Monday, April 20, 2009

Will employment really get back?

A sobering post from the Federal Reserve Bank of Atlanta studying the growth of employment after recessions. There is little in the way of hard and fast conclusions, given the small number of data points and the changes in the world, but the 2001 recession may be the closest indicator:
The two most recent recessions, which had relatively low rates of job decline, had very drawn-out employment recoveries. In 2001, employment—growing at an average annualized rate of 0.3 percent—took 35 months (nearly three years) to return to prerecessionary levels. The average rate of employment growth was also approximately 0.3 percent after the 1990–91 recession. But because the share of employment lost was less, employment returned to prerecession levels in 19 months.
The post tries to derive some sense of what could happen this time:
If the current recession ended today with a 2.7 percent job decline, and postrecession employment growth resembled the recovery from the 1981–82 recession, then employment would return to prerecessionary levels in approximately 14 months. But if the employment growth path is more similar to the two most recent recessions, then it would take well over eight years for employment to return to prerecession levels.
Since the recession does not appear to be ending today, this has to be seen as optimistic, and one would have to lean toward the eight-year side of things. This is scary.

Steve Benen had something similar in a piece about a Washington Monthly print story by economist James Galbraith. He quotes the editor's note by Paul Glastris:
If Galbraith is right -- and I fear he is -- it means that tens of millions more Americans will be out of work in a year or two or five, even if the stimulus creates all the jobs the president expects. It means that the big banks really are 'zombies' that will neither resume normal lending nor grow their way out of insolvency regardless of how much money the Treasury pours into them. It means that the auto companies will burn through every dime the government lends them and still not turn a profit.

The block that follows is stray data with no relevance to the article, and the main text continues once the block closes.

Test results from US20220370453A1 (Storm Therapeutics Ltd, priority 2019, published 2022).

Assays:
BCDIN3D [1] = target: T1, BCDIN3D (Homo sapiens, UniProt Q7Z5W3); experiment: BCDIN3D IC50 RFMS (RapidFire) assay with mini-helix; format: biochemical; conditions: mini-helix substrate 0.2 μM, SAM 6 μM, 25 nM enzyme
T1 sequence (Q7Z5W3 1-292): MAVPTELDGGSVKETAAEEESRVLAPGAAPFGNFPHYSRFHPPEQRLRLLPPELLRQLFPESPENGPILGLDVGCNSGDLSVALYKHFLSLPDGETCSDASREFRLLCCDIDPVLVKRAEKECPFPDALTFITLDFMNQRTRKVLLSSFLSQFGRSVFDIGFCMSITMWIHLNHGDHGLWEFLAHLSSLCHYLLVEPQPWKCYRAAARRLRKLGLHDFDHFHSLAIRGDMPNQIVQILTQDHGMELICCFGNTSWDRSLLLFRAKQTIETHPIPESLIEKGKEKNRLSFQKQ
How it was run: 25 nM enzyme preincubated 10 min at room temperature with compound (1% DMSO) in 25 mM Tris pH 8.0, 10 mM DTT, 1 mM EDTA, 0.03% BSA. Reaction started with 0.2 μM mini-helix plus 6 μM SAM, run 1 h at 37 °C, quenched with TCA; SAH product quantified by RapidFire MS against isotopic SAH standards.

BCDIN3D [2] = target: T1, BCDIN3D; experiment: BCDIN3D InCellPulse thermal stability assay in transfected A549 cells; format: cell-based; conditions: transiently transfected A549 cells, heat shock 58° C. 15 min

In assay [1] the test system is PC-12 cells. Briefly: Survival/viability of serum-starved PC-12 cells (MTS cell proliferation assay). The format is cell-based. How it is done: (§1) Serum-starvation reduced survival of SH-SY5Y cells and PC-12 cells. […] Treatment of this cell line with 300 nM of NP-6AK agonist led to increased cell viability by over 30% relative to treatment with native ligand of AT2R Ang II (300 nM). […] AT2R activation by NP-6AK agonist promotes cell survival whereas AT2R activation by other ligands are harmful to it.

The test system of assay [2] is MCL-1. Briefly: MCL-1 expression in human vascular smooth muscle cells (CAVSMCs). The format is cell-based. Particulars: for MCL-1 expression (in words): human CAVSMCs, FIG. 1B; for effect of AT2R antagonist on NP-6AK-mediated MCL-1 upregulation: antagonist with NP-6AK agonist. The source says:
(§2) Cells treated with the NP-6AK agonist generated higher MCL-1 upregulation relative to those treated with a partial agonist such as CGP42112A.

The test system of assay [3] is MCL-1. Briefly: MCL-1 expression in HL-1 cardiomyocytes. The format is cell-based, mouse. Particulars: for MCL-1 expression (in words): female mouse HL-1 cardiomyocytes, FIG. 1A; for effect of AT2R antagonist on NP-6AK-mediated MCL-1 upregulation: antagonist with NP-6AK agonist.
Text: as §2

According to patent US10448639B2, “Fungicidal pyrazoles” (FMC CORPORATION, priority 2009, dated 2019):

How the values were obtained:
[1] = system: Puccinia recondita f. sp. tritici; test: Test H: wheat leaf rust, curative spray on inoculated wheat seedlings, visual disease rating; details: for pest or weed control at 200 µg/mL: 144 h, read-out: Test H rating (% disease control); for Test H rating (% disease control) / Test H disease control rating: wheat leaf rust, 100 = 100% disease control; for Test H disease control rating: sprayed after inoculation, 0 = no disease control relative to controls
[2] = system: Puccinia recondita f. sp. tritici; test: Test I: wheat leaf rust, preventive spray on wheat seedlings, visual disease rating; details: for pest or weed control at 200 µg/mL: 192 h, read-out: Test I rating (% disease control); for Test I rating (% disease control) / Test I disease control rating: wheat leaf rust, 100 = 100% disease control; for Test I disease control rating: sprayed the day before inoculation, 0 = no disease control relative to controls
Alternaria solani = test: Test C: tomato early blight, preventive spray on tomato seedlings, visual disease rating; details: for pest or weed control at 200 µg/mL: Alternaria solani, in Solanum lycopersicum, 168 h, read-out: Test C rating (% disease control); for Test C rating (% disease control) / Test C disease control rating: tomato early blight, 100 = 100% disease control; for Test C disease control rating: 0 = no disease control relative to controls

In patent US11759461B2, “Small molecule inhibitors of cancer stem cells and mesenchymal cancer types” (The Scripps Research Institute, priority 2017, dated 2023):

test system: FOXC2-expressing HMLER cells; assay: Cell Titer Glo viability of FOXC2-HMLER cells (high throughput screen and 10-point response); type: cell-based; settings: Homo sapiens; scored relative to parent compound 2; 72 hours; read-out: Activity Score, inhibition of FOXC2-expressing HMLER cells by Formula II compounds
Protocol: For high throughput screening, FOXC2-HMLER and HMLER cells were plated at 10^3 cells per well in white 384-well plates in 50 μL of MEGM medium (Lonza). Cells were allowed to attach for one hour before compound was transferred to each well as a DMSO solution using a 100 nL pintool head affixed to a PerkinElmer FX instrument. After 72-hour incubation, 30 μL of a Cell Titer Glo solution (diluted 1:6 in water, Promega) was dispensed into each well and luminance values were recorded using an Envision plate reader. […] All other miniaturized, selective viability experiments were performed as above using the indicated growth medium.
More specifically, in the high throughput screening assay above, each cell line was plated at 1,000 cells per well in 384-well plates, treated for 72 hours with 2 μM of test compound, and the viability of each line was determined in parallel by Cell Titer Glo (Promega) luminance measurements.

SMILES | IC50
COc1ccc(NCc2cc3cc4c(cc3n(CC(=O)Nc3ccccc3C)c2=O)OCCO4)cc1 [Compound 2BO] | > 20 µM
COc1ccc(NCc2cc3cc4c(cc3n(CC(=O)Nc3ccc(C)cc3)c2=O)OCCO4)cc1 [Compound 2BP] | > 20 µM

(Galbraith's story is here. Essentially, he believes that the current situation may lie outside the traditional models, leaving us in a state from which proposed methods will be insufficient. Banking may not just come back, and the rest of the economy will be similarly crippled for years to come.)

It's growing increasingly difficult to look at what's happening and believe that, after some rough months, we'll just end up on the upward glide-path to success. It may well be that something is irretrievably broken, and we may just have to steel ourselves to living in a different America.

[Note: I didn't look at the comments to the Fed piece until after I finished this post, but there are some good thoughts there. Sandwichman points out the story is not told wholly by numbers:
Those red, blue and orange lines are not just measuring a change in quantity of an unvarying commodity, they are also concealing the changing characteristics of the jobs being measured. The recovery from this recession is likely to involve a much greater qualitative change in jobs than the previous recoveries. The pace of that recovery thus will reflect how quickly the process of change occurs, not simply a quantitative "return to pre-recession levels."
This part should never be forgotten when people talk about the recovery. The post-recession landscape will be seen as positive only if we end up with an increase in opportunity for all Americans, something that seems increasingly unlikely.]

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